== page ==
PARKVILLE, Mo. — A new generation of college athletes continues to grow at Park University as the esports team has tripled in size in less than a year.
The school started the varsity program back in January and now offers scholarships to all 22 members of the team.
On Thursday, 41 Action News witnessed practice firsthand inside the “Parkade Battlegrounds.”
With more than a dozen computer stations furnished with fancy gamer chairs, team members played "League of Legends" and "Overwatch" as coach Ashley Jones watched.
“What I find really exciting is how excited the students are about it,” she said. “We really try to frame it in the same mind as traditional sports — while you have your practice, you also have your gym hours you need to complete, you have your grade checks, you have study hall hours.”
Senior Nicholas Gresham was one of the gamers glued to a screen Thursday.
After joining the team this year, he said esports at Park provided a special opportunity.
“Hearing that there was a chance to play collegiately was really cool, because it’s up and coming and not a lot of people get to do it,” he said.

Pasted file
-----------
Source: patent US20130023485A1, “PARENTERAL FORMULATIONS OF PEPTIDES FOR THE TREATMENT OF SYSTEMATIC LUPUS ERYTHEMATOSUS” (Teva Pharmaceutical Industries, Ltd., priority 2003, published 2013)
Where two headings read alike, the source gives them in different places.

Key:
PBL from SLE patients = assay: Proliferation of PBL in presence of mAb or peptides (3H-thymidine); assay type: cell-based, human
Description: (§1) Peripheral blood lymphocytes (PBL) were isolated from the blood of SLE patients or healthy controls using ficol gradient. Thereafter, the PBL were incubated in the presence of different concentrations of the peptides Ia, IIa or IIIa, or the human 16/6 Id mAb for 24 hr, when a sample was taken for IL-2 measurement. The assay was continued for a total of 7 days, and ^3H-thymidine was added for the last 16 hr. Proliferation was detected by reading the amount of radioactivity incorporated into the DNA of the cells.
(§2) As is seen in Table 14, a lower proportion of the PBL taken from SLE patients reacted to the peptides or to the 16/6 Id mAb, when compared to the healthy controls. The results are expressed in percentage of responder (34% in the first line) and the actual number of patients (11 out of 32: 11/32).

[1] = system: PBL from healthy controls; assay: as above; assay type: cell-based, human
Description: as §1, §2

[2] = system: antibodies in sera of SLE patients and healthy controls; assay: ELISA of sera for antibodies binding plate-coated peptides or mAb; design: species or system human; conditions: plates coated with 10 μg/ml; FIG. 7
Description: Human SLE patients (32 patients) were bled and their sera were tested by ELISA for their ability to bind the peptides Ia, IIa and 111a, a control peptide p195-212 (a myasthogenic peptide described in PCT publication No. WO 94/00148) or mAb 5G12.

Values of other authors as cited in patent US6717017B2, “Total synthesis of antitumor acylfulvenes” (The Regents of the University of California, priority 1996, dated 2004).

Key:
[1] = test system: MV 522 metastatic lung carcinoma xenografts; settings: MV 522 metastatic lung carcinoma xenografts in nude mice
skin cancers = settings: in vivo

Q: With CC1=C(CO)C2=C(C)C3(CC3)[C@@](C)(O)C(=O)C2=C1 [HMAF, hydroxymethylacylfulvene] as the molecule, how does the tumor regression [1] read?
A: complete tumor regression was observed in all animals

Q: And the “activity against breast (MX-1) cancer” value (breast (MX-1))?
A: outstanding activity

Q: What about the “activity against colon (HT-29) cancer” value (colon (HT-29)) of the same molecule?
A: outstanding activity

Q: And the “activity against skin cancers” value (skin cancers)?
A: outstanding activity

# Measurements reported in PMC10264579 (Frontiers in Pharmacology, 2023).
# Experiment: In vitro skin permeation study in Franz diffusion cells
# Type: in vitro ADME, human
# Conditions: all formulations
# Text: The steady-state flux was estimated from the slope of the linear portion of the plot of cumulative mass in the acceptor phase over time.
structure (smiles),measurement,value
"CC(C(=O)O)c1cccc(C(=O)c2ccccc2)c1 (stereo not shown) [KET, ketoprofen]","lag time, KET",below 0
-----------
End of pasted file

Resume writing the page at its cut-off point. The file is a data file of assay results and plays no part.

For Gresham, the commitment to the team involves far more than button-mashing and reading strategy guides.
“You really have to apply yourself and practice definitely does make perfect,” he said. “There’s a mental fortitude you need for it. If you’re not getting the right nutrition, workout schedule or sleep, especially, your cognitive abilities aren’t really good.”
The wave of popularity for esports is also being seen at many other local schools.
The University of Saint Mary in Leavenworth, University of Central Missouri in Warrensburg, Baker University in Baldwin City, Ottawa University and both Columbia College and the University of Missouri in Columbia either currently offer or plan to offer teams.
According to Jones, the growth of the sport will likely continue.
“The schools that are creating these esports programs are kind of exploding at this point in time,” she said. “It’s going to keep growing, because that’s just what’s happening.”
While Park now offers a new gaming area for the team, Jones said that the increasing interest in esports may present some issues in future years.
“Right now, I’ve got 16 stations but 22 athletes,” she said. “I’ve already outgrown the number of stations that I have at this point.”
Park was the first school in the metro area to offer a varsity esports program. The team hopes to begin competitive play later this month.